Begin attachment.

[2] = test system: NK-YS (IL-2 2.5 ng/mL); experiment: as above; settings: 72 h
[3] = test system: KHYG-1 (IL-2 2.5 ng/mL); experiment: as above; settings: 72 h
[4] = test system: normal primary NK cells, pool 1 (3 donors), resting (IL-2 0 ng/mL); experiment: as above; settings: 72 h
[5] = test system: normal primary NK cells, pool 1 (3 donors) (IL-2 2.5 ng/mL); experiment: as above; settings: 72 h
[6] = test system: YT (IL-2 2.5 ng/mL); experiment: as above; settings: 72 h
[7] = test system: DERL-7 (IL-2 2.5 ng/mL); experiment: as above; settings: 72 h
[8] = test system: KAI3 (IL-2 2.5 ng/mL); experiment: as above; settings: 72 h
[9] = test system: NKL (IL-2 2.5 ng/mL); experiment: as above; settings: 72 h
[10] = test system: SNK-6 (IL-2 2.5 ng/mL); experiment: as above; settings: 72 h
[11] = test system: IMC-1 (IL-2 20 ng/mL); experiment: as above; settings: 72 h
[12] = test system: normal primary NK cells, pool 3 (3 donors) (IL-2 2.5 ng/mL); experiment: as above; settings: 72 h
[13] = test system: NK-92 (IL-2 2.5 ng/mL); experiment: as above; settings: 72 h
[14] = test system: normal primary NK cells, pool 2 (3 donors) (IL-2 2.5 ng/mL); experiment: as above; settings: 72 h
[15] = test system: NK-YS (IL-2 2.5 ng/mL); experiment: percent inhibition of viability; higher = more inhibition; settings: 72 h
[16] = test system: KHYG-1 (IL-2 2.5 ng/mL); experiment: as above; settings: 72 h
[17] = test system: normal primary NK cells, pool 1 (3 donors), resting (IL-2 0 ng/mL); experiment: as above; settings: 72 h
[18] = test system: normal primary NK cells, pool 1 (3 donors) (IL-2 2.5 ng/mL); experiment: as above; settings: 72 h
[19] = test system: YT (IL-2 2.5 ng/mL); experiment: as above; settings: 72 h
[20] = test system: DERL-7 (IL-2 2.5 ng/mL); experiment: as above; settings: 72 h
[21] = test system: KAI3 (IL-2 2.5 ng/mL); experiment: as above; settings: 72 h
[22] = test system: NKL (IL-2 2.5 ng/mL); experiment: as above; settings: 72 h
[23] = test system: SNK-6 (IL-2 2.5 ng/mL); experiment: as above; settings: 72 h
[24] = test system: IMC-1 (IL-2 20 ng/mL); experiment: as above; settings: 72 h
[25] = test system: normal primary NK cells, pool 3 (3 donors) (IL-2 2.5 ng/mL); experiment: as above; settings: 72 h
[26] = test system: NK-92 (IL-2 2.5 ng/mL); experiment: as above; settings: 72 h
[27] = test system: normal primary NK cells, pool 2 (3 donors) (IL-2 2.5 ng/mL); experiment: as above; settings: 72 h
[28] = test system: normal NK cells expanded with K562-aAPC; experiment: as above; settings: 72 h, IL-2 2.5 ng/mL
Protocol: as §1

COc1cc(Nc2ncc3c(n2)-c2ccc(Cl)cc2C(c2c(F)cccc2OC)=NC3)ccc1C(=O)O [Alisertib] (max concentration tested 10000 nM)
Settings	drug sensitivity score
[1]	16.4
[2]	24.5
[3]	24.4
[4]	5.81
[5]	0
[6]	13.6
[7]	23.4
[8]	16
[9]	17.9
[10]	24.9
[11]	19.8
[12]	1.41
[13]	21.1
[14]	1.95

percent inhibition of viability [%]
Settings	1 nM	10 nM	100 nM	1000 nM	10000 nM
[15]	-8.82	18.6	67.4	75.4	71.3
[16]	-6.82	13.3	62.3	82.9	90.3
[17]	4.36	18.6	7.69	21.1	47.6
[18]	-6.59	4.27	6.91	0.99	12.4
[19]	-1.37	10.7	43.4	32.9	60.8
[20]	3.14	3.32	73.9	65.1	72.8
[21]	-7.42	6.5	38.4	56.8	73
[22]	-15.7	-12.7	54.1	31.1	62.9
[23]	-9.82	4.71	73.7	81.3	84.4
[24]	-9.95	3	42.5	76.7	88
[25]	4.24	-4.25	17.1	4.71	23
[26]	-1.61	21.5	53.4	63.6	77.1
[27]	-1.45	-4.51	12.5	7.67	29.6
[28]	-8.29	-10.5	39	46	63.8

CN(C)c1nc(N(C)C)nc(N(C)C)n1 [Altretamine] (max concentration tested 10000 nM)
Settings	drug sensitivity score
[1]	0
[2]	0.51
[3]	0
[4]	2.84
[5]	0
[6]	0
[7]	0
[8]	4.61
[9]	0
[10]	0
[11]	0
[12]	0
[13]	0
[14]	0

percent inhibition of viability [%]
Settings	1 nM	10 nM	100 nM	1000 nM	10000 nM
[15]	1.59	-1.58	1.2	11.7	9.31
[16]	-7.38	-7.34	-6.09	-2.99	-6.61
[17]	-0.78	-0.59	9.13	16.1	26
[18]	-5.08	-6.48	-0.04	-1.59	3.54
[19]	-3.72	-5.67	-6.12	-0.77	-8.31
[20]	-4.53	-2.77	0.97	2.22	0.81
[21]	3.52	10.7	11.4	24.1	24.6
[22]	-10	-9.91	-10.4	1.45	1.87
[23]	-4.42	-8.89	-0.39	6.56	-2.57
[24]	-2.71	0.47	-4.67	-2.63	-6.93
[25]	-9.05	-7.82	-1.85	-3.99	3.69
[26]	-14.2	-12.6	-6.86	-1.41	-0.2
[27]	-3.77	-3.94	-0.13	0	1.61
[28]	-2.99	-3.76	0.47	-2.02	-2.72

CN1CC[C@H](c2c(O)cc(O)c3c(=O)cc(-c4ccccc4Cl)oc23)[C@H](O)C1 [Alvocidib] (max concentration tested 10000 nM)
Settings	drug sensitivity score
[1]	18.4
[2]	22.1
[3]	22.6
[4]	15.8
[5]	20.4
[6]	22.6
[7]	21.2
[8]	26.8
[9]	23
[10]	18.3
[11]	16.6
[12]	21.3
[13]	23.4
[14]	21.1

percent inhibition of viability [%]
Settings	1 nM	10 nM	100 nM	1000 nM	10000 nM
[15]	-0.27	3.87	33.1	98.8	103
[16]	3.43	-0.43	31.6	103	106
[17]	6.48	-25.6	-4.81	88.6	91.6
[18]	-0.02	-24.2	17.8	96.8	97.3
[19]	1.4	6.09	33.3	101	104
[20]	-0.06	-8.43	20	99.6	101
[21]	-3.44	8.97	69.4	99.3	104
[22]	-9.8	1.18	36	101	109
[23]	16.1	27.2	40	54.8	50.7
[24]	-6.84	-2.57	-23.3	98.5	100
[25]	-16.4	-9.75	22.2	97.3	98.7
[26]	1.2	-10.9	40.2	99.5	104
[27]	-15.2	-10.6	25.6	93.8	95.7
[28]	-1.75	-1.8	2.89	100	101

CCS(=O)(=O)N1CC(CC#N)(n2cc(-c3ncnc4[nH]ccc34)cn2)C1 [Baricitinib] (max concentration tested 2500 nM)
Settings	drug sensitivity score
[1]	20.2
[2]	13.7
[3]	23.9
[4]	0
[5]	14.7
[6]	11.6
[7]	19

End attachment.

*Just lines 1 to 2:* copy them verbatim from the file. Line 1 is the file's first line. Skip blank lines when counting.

[2] = test system: NK-YS (IL-2 2.5 ng/mL); experiment: as above; settings: 72 h
[3] = test system: KHYG-1 (IL-2 2.5 ng/mL); experiment: as above; settings: 72 h